THE BALHAM ALLIGATORS are the nearest approximation to swomp life south of the Thames and are the leading British exponents of the music of South Louisiana, especially Zydeco. Zydeco, for the uninitiated, is a close relation of Cajun but performed by the black French speaking Creoles of the bayou country. The song is from one of Zydeco's favourite sons, Rockin' Sidney, and the gravelly 60-a-day vocal is from Geraint Watkins, former Juice On The Loose man and a popular fixture of London's R&B scene for many years.
Phoenix might be a more fitting name than GROUNDHOGS so often have they been disbanded since their formation in 1963, only to emerge in some new permutation, a tribute to the commitment and energy of leader Tony McPhee. After riding the Sixties blues booms they enjoyed commerical success in the early Seventies as a heavy metal band and shared the bill at the 1970 Isle of Wight festival with Rory Gallagher's "Taste". But whether doing a solo acoustic gig or pulverising audiences with electric and slide guitar Tony McPhee's approach is raw, uncompromising and authentic. Perhaps this explains the Groundhogs success in accompanying visiting American blues legends like Little Walter and John Lee Hooker. A warm welcome to Groundhogs on their return to the British Blues Circuit.
Paul Jones regards Tim Elliot, lead singer of Edinburgh band BLUES 'N' TROUBLE, as the most convincing blues vocalist this country has produced. Certainly the meaty session they recorded for us bears out this judgement, and that of B.B. King who described them as "...the best white blues band around". Their tour with B.B. in 1985 was a highlight of their short career but their growing reputation in the clubs should soon have them headlining in their own right.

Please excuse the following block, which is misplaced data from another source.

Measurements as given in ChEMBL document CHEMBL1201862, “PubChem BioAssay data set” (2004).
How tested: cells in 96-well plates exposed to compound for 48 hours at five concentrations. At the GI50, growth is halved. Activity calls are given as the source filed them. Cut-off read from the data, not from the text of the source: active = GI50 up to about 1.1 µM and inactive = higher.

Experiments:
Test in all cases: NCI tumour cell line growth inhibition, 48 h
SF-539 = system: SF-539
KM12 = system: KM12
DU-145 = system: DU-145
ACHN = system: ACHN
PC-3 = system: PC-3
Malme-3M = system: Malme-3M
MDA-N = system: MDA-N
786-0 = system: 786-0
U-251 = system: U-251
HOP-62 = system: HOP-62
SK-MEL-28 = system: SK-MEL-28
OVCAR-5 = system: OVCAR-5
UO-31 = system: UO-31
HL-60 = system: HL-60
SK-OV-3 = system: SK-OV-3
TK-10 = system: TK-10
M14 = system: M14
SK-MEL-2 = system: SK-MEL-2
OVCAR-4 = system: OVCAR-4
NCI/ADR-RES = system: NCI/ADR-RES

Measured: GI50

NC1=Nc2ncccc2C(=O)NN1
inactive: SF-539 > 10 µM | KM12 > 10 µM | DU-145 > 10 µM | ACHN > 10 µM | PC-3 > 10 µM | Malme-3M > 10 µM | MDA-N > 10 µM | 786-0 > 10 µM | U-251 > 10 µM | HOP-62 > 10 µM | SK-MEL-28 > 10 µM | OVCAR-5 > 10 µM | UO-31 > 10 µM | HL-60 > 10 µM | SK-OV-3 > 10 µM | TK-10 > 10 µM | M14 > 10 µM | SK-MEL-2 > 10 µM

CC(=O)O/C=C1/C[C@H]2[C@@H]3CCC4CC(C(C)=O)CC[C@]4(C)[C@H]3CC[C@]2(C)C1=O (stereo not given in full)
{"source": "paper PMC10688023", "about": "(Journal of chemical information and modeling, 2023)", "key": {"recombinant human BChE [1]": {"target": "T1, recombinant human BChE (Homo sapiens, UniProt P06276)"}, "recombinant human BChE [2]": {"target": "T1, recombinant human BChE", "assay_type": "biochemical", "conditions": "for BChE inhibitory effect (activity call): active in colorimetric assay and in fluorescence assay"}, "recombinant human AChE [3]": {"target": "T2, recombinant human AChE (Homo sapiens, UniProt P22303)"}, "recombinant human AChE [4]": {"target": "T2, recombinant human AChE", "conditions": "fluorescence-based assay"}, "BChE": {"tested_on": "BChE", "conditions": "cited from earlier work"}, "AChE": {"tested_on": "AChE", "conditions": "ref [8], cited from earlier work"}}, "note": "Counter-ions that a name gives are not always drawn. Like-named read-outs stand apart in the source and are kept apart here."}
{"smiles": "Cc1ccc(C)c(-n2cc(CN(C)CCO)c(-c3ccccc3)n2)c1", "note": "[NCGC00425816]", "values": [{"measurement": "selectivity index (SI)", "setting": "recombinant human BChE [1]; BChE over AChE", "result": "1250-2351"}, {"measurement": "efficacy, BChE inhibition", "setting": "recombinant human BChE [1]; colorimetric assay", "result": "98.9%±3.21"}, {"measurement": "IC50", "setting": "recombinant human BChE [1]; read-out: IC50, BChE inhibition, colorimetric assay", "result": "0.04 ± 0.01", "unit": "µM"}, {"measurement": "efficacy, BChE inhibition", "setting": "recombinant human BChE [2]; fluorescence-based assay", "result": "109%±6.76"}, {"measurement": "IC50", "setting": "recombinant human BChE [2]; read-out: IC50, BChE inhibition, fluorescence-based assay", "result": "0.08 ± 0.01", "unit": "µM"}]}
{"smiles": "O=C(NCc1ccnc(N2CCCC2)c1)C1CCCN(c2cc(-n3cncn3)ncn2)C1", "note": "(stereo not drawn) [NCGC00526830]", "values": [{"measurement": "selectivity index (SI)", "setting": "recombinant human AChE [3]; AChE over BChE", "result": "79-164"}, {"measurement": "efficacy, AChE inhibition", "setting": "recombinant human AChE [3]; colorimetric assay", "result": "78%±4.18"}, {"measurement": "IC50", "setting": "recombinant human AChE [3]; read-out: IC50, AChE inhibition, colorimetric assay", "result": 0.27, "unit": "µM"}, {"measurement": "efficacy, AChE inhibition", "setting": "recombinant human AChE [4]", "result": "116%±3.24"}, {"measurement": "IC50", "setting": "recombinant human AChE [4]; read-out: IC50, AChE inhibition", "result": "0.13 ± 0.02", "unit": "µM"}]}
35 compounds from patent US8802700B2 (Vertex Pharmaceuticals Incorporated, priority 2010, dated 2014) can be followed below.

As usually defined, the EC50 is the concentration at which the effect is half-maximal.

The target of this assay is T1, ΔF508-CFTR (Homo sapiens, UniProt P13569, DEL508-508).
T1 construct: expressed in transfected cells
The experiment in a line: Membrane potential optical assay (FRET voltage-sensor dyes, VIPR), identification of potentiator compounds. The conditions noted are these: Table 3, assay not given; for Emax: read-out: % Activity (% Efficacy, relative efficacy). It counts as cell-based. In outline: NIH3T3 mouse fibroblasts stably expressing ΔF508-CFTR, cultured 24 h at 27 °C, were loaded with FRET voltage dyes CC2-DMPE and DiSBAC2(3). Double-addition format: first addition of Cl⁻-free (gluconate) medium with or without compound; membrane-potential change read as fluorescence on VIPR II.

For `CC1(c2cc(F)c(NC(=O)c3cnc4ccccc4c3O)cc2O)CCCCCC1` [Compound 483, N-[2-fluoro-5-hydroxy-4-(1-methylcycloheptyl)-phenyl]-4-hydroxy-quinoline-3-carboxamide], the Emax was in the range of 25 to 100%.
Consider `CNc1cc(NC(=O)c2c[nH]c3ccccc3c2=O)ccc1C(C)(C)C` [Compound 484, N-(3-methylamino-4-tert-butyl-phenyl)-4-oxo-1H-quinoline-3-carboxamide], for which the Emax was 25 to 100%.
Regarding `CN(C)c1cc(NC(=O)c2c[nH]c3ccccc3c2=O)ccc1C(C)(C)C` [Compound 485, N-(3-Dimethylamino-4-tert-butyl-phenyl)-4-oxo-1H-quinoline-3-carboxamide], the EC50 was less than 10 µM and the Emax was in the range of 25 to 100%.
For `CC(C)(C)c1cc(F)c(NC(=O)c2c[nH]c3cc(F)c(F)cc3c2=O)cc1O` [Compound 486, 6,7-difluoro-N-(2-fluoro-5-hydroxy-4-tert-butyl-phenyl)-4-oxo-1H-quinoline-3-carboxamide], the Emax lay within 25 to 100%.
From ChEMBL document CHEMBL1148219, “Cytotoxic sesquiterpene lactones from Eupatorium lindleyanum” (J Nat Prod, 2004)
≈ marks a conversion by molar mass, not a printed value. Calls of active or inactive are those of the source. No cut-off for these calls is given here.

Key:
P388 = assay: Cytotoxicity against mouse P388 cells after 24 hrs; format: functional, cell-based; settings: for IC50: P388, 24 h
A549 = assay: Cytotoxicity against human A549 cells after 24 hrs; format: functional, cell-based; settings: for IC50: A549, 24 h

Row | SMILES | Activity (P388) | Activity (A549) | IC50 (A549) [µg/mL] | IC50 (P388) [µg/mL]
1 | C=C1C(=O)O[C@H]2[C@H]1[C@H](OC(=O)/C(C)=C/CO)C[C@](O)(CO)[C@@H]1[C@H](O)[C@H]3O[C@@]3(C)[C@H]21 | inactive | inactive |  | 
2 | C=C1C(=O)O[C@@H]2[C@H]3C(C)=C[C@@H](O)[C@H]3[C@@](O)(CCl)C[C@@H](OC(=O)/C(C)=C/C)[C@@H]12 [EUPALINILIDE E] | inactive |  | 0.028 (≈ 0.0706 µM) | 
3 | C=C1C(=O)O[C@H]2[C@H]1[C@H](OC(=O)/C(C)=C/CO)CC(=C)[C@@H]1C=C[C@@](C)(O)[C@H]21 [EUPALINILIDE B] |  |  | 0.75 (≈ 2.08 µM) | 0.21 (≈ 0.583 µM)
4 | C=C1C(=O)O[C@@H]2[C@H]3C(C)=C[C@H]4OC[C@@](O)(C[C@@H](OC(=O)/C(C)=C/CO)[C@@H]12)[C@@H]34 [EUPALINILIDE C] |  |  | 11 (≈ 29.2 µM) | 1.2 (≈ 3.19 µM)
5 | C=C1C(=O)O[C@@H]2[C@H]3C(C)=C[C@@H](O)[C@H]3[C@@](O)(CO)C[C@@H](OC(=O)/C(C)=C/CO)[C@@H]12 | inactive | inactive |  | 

Like Juice On The Loose, the DELUXE BLUES BAND was created to back visiting American blues men, specifically Eddie Clearwater and Carey Bell, in the early Eighties, but gelled so well in their own right that they became one of the most powerful and consistent attractions on the British and European blues circuits. Much of their material is composed by American Anglophile Danny Adler whose guitar and vocals are backed by a rhythm section with the most impeccable credentials. Bassist Bob Brunning's vast experience, including spells with Savoy Brown and Fleetwood Mac, equipped him uniquely to write an encyclopaedic account of British Blues, "Blues: The British Connection", published in May 1986.
"Panache, vitality, style, humour, energy, entertainment...I can't wait to see them again" - the collective sentiments of a highly appreciative music press towards BIG TOWN PLAYBOYS who specialise in the re-creation of the "American west coast R&B of the Forties and Fifties. It helps to have Mickey Sanchez (dubbed the "Latin Lothario" for his swarthy good looks) who, as vocalist and pianist, is Amos Milburn reincarnate. Their musical authenticity ond period accuracy is based on painstaking attention to detail and their irresistible live act is summed up by the title track of their first album on 'Making Waves', "no need for no doctor, no need for no pills, the Playboy Boogie gonna cure your ills".
The newest, biggest and youngest line-up on the album the BOOGIE BROTHERS BLUES BAND make a habit of breaking attendance records at London's R&B clubs and are preceded everywhere they go by "house full" and "sold out" signs. This track was part of their debut broadcast so we'll watch their development with interest as will the multitude of fans they've converted with their beefy, soul-tinged sound and irrepressible stage act.
Dave Shannon, Producer 'Rhythm & Blues'
(P) (C) 1986 BBC Records And Tapes/Enterprises Ltd.
All rights of the producer and of the owner of the recorded work reserved. Unauthorised copying, public performance, broadcasting, hiring or rental of this recording prohibited.
Made and printed in England.